Osama bin Laden's death does not mark a turning point in the 'war on terror' – because this is really the 'war for the American way of life,' which depends on access to foreign oil.
However emotionally satisfying to Americans, Osama bin Laden’s departure from the scene is unlikely to produce definitive results. It does not mark a turning point in history. The conflict commonly referred to as the “war on terror” and thought to have begun on Sept. 11, 2001 will not end with Bin Laden’s death – in large part because that war is not really about terrorism, with the first shots having been fired long before the events of 9/11.
The contest in which we are engaged is one to determine the fate of the greater Middle East, with particular attention to the oil-rich Persian Gulf. That contest began during World War I when Great Britain and France collaborated to dismantle the Ottoman Empire and to replace it with a New Middle East organized to serve the needs of London and Paris. During World War II, the United States became party to this effort when Franklin Roosevelt committed the United States to guaranteeing the safety and well-being of the Saudi royal family, which owned but needed help in exploiting a veritable El Dorado of oil.
By the 1960s, with European power in decline, the United States became the principal Western guarantor of Middle Eastern stability (and therefore of Western access to its riches). Also by the 1960s, with US domestic oil reserves no longer able to satisfy the American appetite for cheap energy – a prerequisite for the personal mobility that defined what Americans meant by the word “freedom” – access to El Dorado and its environs was becoming a categorical imperative.
The war in which we find ourselves today – honesty should compel us to call it the “war for the American way of life” – was joined in 1980. With the overthrow of Iran’s shah and the Soviet invasion of Afghanistan, the full-scale militarization of US Middle Eastern policy commenced. Jimmy Carter’s promulgation of the Carter Doctrine committed the United States to using all necessary means – diplomatic code for threatening to employ force – to prevent any hostile power from controlling the Gulf. What followed was an ever-escalating penchant for US military interventionism, to which Ronald Reagan, George H. W. Bush, and Bill Clinton each contributed in turn. Rather than simply preventing others from dominating the Gulf, we sought willy-nilly to dominate it ourselves.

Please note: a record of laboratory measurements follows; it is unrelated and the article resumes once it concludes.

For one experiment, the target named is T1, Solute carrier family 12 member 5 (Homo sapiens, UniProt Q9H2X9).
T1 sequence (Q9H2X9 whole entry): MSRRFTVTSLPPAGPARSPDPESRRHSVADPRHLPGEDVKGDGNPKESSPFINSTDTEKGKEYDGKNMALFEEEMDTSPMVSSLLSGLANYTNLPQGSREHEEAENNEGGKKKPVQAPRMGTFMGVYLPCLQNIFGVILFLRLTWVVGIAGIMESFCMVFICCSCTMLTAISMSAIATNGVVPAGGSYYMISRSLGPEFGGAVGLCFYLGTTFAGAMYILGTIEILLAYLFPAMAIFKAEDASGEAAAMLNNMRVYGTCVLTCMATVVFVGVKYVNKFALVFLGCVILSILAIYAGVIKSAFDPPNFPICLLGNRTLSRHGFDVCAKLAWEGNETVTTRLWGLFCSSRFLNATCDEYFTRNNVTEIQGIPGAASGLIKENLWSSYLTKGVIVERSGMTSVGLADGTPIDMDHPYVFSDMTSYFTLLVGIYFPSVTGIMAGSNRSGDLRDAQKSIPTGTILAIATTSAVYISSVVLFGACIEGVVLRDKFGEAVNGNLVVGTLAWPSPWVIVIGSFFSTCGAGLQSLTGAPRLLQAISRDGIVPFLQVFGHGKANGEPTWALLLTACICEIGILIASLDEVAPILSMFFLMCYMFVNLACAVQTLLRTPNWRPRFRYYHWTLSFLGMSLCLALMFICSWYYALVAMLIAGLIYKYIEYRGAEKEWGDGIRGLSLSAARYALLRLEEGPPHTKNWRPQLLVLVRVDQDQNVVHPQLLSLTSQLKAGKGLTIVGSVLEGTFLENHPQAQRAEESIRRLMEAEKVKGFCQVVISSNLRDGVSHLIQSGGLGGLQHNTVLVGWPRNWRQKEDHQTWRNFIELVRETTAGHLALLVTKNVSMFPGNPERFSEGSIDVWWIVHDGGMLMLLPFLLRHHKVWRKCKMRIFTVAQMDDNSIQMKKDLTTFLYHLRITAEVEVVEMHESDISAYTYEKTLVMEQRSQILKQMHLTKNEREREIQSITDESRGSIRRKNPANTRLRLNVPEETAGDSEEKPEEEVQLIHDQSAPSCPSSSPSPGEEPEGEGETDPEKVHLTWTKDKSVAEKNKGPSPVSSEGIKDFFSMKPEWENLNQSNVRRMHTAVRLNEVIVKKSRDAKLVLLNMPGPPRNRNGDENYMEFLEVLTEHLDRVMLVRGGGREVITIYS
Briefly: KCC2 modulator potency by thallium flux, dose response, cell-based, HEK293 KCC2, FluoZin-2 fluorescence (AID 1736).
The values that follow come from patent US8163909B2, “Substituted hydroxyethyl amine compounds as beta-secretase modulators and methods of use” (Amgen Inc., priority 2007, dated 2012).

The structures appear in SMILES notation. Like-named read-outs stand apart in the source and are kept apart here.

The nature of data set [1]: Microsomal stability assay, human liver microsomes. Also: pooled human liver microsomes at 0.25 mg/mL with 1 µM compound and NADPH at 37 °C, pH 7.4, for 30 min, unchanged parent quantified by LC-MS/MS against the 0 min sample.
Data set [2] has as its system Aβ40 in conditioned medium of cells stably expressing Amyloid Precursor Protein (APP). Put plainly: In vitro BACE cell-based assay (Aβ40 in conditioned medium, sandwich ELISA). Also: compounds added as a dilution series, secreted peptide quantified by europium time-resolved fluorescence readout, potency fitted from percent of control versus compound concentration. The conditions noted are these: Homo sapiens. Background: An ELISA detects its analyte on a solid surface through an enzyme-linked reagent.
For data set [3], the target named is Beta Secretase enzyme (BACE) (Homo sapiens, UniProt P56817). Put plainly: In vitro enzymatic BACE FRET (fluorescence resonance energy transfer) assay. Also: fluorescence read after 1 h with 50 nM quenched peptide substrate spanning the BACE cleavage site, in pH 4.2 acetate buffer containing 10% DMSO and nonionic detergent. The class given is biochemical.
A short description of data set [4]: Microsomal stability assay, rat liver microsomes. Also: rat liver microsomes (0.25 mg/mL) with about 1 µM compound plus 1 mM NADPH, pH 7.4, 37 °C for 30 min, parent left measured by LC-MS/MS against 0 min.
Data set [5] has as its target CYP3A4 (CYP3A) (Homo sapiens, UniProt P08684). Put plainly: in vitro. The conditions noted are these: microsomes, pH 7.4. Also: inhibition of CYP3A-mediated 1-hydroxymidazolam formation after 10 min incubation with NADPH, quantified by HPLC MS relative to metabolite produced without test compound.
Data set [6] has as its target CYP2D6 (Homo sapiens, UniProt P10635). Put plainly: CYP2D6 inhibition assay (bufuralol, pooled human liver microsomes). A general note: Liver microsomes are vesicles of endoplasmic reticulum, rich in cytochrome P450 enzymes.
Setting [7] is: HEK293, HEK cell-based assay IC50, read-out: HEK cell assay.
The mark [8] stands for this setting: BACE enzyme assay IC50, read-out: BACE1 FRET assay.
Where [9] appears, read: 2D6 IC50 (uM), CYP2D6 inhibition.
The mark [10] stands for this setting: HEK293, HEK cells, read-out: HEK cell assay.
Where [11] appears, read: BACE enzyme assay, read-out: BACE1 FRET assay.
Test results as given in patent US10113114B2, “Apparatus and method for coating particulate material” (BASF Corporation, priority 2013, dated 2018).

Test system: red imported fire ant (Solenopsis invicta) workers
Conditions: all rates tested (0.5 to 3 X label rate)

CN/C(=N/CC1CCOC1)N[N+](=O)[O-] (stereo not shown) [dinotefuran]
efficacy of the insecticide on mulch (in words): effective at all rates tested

This escalation of US military presence and activities elicited a hostile response, with Al Qaeda in the forefront of those determined to eject the West once and for all from Muslim lands and to put their own imprint on the Greater Middle East. During the 1990s, beginning with the first bombing of the World Trade Center, preliminary skirmishing occurred. Only with the murderous events of 9/11 did Americans grasp the lengths to which Bin Laden and his followers would go to achieve their purposes.
Fatefully, George W. Bush chose to play Bin Laden’s game. He responded to 9/11 by escalating even further the US attempt to impose order on the Greater Middle East, confident that the United States possessed the necessary military power to do so. Instead of quasi-war, there was now all-out war, with no holds barred. Instead of periodic hostilities, there was now open-ended fighting.
In Afghanistan and Iraq, the results proved deeply disappointing. They also turned out to be painfully costly. Yet Americans learned remarkably little from their pain and disappointment.
Although in the contest to determine Mr. Bush’s successor Barack Obama offered himself as the candidate who would take a different tack, he has not done so. Since taking office, he has redoubled US military efforts in Afghanistan, while opening up new fronts in Pakistan and, more recently, Libya. Although President Obama avoids the term “war on terror,” that war – and the larger project begun back in 1915 – continues unabated. And although Mr. Obama can rightly cite the killing of Bin Laden as a notable victory, it will not prove decisive, if only because the essential issues giving rise to war in the first place remain unresolved.
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As long as the American way of life – American freedom itself in however warped a form – depends on access to large quantities of foreign oil, US exertions to determine the fate of the Greater Middle East will continue. So, too, will efforts by violent Islamic radicals intent on thwarting the West’s vision of a New Middle East serving the West’s purposes. Bin Laden’s passing – like his entire vile career – will have decided nothing.